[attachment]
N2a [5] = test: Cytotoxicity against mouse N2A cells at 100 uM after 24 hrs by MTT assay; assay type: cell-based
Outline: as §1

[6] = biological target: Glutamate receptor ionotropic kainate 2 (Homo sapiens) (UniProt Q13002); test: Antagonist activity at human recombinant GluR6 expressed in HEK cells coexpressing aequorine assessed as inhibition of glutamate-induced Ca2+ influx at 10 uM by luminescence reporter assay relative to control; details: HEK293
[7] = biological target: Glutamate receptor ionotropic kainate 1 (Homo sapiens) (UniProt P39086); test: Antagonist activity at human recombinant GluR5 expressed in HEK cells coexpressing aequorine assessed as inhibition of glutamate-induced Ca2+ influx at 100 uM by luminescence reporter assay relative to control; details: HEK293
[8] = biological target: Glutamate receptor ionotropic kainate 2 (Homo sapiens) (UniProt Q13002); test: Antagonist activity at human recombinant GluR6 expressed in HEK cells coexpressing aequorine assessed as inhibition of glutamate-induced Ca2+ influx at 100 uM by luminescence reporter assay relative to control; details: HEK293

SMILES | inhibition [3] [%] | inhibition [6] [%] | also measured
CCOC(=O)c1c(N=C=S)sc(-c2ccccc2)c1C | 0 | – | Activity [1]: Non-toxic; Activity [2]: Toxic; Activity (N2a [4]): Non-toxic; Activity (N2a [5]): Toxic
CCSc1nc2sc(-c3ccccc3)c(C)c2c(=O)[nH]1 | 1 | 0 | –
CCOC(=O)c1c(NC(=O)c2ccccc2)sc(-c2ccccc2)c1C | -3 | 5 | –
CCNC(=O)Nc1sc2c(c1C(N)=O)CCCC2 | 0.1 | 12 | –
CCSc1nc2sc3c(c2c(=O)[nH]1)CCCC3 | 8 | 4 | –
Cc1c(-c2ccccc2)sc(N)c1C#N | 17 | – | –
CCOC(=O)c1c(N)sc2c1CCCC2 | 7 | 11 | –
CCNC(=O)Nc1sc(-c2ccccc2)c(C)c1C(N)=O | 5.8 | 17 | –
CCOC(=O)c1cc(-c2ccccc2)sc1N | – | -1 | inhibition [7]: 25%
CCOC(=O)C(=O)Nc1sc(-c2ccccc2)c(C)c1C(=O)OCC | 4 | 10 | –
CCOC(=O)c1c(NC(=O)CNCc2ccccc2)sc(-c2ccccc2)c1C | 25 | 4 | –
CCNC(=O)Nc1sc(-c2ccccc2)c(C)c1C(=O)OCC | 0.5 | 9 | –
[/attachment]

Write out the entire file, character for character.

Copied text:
N2a [5] = test: Cytotoxicity against mouse N2A cells at 100 uM after 24 hrs by MTT assay; assay type: cell-based
Outline: as §1

[6] = biological target: Glutamate receptor ionotropic kainate 2 (Homo sapiens) (UniProt Q13002); test: Antagonist activity at human recombinant GluR6 expressed in HEK cells coexpressing aequorine assessed as inhibition of glutamate-induced Ca2+ influx at 10 uM by luminescence reporter assay relative to control; details: HEK293
[7] = biological target: Glutamate receptor ionotropic kainate 1 (Homo sapiens) (UniProt P39086); test: Antagonist activity at human recombinant GluR5 expressed in HEK cells coexpressing aequorine assessed as inhibition of glutamate-induced Ca2+ influx at 100 uM by luminescence reporter assay relative to control; details: HEK293
[8] = biological target: Glutamate receptor ionotropic kainate 2 (Homo sapiens) (UniProt Q13002); test: Antagonist activity at human recombinant GluR6 expressed in HEK cells coexpressing aequorine assessed as inhibition of glutamate-induced Ca2+ influx at 100 uM by luminescence reporter assay relative to control; details: HEK293

SMILES | inhibition [3] [%] | inhibition [6] [%] | also measured
CCOC(=O)c1c(N=C=S)sc(-c2ccccc2)c1C | 0 | – | Activity [1]: Non-toxic; Activity [2]: Toxic; Activity (N2a [4]): Non-toxic; Activity (N2a [5]): Toxic
CCSc1nc2sc(-c3ccccc3)c(C)c2c(=O)[nH]1 | 1 | 0 | –
CCOC(=O)c1c(NC(=O)c2ccccc2)sc(-c2ccccc2)c1C | -3 | 5 | –
CCNC(=O)Nc1sc2c(c1C(N)=O)CCCC2 | 0.1 | 12 | –
CCSc1nc2sc3c(c2c(=O)[nH]1)CCCC3 | 8 | 4 | –
Cc1c(-c2ccccc2)sc(N)c1C#N | 17 | – | –
CCOC(=O)c1c(N)sc2c1CCCC2 | 7 | 11 | –
CCNC(=O)Nc1sc(-c2ccccc2)c(C)c1C(N)=O | 5.8 | 17 | –
CCOC(=O)c1cc(-c2ccccc2)sc1N | – | -1 | inhibition [7]: 25%
CCOC(=O)C(=O)Nc1sc(-c2ccccc2)c(C)c1C(=O)OCC | 4 | 10 | –
CCOC(=O)c1c(NC(=O)CNCc2ccccc2)sc(-c2ccccc2)c1C | 25 | 4 | –
CCNC(=O)Nc1sc(-c2ccccc2)c(C)c1C(=O)OCC | 0.5 | 9 | –